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20 May 2008 : Column 274W—continued



20 May 2008 : Column 275W
Victims Fund: Sexual violence and childhood sexual abuse( 1)
£

Women's Support Network

28,038

Eva Women's Aid (Redcar and Cleveland Women's Aid)

41,724

Womankind (Bristol Women's Therapy Centre)

41,202

Grimsby and Scunthorpe Rape Crisis

49,146

Sexual and Domestic Abuse and Rape Advice Centre (SARAC)

15,250

Voice UK

28,000

1 This funding was awarded for support services on sexual violence and childhood sexual abuse, however the organisations also support victims with multiple problems, e.g. domestic violence

Mr. Bellingham: To ask the Secretary of State for Justice (1) by what means charitable and voluntary groups in the domestic violence and domestic abuse sector are able to apply for funding from the victims fund; [205717]

(2) what criteria charitable and voluntary groups in the domestic violence and domestic abuse sector are required to meet to be considered for funding from the victims fund. [205718]

Bridget Prentice: The Victims Fund focuses on specialist services for victims of sexual violence and childhood sexual abuse, hate crime and homicide. The grant awards for 2007-8 were allocated following separate open competition application and assessment processes, which were advertised on the Government Funding website.


20 May 2008 : Column 276W

Organisations supporting victims of domestic violence would have been eligible to apply if the bid was for services that would benefit the advertised target client group.

The grant awards for Third Sector organisations-supporting victims of sexual violence and childhood sexual abuse have been made for this financial year, by repeating the grants to last year's recipients. Therefore this part of the scheme is not open for new applications for this year. Decisions on the allocation of grants for hate crime and homicide schemes are still pending.

Infant Life (Preservation) Act 1929: Prosecutions

Mr. Amess: To ask the Secretary of State for Justice how many (a) males and (b) females were (i) prosecuted and (ii) convicted of an offence under the Infant Life (Preservation) Act 1929, broken down by age group, in each of the last 10 years for which figures are available; and if he will make a statement. [206132]

Maria Eagle: The requested data relating to offences under the Infant Life (Preservation) Act 1929 are in the following table.

The statistics relate to persons for whom these offences were the principal offences for which they were dealt with. When a defendant has been found guilty of two or more offences the principal offence is the offence for which the heaviest penalty is imposed. Where the same disposal is imposed for two or more offences, the offence selected is the offence for which the statutory maximum penalty is the most severe.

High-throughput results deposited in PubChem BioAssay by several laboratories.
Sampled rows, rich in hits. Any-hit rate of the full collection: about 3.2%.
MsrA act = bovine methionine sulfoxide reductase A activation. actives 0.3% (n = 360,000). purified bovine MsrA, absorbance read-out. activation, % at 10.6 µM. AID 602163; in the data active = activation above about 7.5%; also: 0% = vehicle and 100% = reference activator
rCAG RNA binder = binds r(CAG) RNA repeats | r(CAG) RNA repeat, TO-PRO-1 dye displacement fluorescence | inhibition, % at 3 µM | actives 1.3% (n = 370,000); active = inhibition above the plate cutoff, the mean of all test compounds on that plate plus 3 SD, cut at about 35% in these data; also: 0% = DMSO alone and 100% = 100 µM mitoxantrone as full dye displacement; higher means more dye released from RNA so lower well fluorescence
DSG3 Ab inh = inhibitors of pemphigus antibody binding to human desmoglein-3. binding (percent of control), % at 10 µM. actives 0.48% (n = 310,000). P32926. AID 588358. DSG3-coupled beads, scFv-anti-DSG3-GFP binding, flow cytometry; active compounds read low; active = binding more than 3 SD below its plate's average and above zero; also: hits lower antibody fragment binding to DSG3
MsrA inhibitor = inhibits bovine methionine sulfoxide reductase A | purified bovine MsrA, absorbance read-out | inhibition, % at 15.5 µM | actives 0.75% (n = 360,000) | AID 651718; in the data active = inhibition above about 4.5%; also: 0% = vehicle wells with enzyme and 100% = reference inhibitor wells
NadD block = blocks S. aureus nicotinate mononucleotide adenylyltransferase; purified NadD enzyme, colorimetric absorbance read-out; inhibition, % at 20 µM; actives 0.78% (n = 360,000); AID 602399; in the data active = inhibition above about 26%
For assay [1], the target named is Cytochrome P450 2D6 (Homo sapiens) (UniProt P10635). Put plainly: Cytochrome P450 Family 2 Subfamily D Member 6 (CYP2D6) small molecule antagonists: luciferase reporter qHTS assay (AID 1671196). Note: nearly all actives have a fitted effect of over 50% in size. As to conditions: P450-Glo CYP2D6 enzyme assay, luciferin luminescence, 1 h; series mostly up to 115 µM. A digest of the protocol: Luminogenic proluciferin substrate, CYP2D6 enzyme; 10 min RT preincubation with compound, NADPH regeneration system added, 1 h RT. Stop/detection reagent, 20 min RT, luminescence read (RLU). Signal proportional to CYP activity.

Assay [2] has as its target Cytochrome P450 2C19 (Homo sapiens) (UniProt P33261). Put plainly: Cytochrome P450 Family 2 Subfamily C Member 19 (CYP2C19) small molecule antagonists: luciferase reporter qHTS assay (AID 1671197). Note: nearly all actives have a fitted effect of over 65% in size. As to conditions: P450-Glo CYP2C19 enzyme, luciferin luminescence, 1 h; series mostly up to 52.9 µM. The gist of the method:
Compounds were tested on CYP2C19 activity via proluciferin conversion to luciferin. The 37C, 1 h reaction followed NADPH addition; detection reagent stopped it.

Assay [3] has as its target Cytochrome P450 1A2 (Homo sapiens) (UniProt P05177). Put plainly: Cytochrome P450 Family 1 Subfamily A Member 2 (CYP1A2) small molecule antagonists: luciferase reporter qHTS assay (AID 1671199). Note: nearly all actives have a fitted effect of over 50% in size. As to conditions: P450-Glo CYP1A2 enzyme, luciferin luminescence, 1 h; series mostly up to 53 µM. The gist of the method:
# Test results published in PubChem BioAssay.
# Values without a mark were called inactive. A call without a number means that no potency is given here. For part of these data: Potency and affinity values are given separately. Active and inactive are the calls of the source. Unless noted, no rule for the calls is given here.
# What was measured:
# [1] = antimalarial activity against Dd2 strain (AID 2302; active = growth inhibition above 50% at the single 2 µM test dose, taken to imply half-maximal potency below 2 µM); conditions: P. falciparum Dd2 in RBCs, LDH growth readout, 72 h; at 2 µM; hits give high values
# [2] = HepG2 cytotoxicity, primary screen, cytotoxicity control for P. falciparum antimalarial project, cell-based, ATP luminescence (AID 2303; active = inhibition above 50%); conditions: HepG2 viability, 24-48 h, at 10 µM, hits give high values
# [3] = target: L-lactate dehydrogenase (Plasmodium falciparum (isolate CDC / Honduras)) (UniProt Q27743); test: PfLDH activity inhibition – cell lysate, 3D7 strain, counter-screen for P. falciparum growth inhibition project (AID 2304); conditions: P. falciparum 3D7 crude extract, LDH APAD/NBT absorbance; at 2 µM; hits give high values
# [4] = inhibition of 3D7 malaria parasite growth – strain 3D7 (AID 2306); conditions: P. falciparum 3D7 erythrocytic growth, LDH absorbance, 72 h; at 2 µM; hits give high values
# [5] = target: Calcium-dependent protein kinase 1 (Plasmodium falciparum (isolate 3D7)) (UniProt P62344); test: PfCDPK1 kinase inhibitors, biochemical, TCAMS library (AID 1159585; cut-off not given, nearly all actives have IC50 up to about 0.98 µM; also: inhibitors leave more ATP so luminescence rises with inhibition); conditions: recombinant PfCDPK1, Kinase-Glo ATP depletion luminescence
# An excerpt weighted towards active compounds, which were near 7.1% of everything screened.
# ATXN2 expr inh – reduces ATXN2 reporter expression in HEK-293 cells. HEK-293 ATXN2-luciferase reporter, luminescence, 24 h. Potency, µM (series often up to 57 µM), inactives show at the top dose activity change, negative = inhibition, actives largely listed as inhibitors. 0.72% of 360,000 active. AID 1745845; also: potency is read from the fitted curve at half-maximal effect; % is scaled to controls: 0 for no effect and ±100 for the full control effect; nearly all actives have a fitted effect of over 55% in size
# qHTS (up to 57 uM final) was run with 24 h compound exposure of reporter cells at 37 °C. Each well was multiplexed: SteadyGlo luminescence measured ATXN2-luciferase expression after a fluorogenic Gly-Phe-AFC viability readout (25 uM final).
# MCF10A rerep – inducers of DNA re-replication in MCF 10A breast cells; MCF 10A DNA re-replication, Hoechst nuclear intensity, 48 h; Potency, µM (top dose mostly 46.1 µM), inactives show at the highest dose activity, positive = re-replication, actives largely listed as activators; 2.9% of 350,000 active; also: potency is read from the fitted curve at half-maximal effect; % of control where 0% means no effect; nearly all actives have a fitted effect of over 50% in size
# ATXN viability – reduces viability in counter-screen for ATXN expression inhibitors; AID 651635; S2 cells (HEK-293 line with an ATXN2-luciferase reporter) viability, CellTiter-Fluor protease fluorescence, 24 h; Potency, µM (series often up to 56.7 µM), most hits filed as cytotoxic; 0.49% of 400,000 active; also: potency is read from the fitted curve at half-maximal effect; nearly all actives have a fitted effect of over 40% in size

Number of males and females, broken down by age group, proceeded against at magistrates' courts and found guilty at all courts, for the offence of ‘Child Destruction’ under the Infant Life (Preservation) Act 1929, England and Wales, 1997 to 2006( 1,2)
1997 1998 1999 2000
Sex Age Proceeded against Found guilty Proceeded against Found guilty Proceeded against Found guilty Proceeded against Found guilty

Male

10-17

Male

18-20

Male

21 and over

1

Male

Total

1

Female

10-17

Female

18-20

Female

21 and over

Female

Total


2001 2002 2003 2004
Sex Age Proceeded against Found guilty Proceeded against Found guilty Proceeded against Found guilty Proceeded against Found guilty

Male

10-17

Male

18-20

1

Male

21 and over

1

Male

Total

1

1

Female

10-17

Female

18-20

Female

21 and over

Female

Total



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20 May 2008 : Column 278W
2005 2006
Sex Age Proceeded against Found guilty Proceeded against Found guilty

Male

10-17

Male

18-20

Male

21 and over

1

Male

Total

1

Female

10-17

Female

18-20

1

Female

21 and over

1

1

Female

Total

2

1

(1) These data are on the principal offence basis.
(2) Every effort is made to ensure that the figures presented are accurate and complete. However, it is important to note that these data have been extracted from large administrative data systems generated by the courts and police forces. As a consequence, care should be taken to ensure data collection processes and their inevitable limitations are taken into account when those data are used.
Note:
The number of people found guilty may exceed those proceeded against in a. particular year, as it may be the case that the proceedings in the magistrates court took place in the preceding year and they were found guilty at the Crown court in the following year, or the defendant was found guilty for a different offence to the original offence proceeded against.

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